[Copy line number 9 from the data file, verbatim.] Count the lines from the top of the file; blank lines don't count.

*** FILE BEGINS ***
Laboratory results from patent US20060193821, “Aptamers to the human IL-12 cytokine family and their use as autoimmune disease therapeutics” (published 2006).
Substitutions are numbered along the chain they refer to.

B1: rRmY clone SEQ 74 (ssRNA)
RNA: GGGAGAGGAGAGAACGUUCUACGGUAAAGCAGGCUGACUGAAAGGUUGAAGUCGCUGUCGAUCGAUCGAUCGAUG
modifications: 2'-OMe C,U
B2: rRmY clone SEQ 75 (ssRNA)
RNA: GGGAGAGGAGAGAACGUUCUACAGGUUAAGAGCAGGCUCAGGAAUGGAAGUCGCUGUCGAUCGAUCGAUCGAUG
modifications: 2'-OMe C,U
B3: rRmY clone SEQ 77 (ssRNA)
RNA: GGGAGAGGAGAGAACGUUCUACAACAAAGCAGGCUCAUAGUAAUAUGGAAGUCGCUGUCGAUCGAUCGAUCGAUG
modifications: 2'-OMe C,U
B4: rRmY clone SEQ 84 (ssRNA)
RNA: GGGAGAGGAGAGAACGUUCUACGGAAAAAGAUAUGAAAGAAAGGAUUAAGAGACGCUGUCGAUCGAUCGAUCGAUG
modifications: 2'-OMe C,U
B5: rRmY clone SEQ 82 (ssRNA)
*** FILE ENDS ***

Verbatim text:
B3: rRmY clone SEQ 77 (ssRNA)